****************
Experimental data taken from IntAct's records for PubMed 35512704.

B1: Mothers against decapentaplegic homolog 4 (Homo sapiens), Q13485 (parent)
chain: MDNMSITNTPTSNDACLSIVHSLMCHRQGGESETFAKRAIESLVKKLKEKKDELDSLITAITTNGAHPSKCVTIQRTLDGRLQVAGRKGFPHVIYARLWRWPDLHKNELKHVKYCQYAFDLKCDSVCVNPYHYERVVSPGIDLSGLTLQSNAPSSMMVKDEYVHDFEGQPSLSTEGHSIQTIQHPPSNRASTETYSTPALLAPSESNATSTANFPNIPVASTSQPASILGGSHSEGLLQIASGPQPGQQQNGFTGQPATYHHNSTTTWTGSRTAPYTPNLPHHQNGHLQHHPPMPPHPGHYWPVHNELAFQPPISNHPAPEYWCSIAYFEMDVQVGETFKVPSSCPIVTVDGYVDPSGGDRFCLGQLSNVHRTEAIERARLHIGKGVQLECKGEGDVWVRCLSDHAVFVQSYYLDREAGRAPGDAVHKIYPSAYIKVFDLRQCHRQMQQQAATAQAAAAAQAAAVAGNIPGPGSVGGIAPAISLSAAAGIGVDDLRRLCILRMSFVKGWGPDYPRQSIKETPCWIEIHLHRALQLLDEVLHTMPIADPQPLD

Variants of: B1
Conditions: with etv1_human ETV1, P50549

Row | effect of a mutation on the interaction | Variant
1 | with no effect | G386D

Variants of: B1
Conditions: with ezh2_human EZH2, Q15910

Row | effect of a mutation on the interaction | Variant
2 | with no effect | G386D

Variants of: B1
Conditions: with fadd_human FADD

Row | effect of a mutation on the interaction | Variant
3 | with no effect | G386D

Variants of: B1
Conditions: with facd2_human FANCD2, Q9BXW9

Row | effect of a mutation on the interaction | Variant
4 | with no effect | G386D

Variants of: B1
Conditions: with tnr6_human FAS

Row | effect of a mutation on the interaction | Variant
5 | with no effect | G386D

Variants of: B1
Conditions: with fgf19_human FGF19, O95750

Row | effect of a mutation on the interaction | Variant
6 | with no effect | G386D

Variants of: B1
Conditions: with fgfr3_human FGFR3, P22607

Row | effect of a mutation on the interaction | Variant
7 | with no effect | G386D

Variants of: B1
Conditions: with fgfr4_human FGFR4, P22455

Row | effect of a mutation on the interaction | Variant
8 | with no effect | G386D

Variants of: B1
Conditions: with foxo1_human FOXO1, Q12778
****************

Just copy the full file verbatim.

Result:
Experimental data taken from IntAct's records for PubMed 35512704.

B1: Mothers against decapentaplegic homolog 4 (Homo sapiens), Q13485 (parent)
chain: MDNMSITNTPTSNDACLSIVHSLMCHRQGGESETFAKRAIESLVKKLKEKKDELDSLITAITTNGAHPSKCVTIQRTLDGRLQVAGRKGFPHVIYARLWRWPDLHKNELKHVKYCQYAFDLKCDSVCVNPYHYERVVSPGIDLSGLTLQSNAPSSMMVKDEYVHDFEGQPSLSTEGHSIQTIQHPPSNRASTETYSTPALLAPSESNATSTANFPNIPVASTSQPASILGGSHSEGLLQIASGPQPGQQQNGFTGQPATYHHNSTTTWTGSRTAPYTPNLPHHQNGHLQHHPPMPPHPGHYWPVHNELAFQPPISNHPAPEYWCSIAYFEMDVQVGETFKVPSSCPIVTVDGYVDPSGGDRFCLGQLSNVHRTEAIERARLHIGKGVQLECKGEGDVWVRCLSDHAVFVQSYYLDREAGRAPGDAVHKIYPSAYIKVFDLRQCHRQMQQQAATAQAAAAAQAAAVAGNIPGPGSVGGIAPAISLSAAAGIGVDDLRRLCILRMSFVKGWGPDYPRQSIKETPCWIEIHLHRALQLLDEVLHTMPIADPQPLD

Variants of: B1
Conditions: with etv1_human ETV1, P50549

Row | effect of a mutation on the interaction | Variant
1 | with no effect | G386D

Variants of: B1
Conditions: with ezh2_human EZH2, Q15910

Row | effect of a mutation on the interaction | Variant
2 | with no effect | G386D

Variants of: B1
Conditions: with fadd_human FADD

Row | effect of a mutation on the interaction | Variant
3 | with no effect | G386D

Variants of: B1
Conditions: with facd2_human FANCD2, Q9BXW9

Row | effect of a mutation on the interaction | Variant
4 | with no effect | G386D

Variants of: B1
Conditions: with tnr6_human FAS

Row | effect of a mutation on the interaction | Variant
5 | with no effect | G386D

Variants of: B1
Conditions: with fgf19_human FGF19, O95750

Row | effect of a mutation on the interaction | Variant
6 | with no effect | G386D

Variants of: B1
Conditions: with fgfr3_human FGFR3, P22607

Row | effect of a mutation on the interaction | Variant
7 | with no effect | G386D

Variants of: B1
Conditions: with fgfr4_human FGFR4, P22455

Row | effect of a mutation on the interaction | Variant
8 | with no effect | G386D

Variants of: B1
Conditions: with foxo1_human FOXO1, Q12778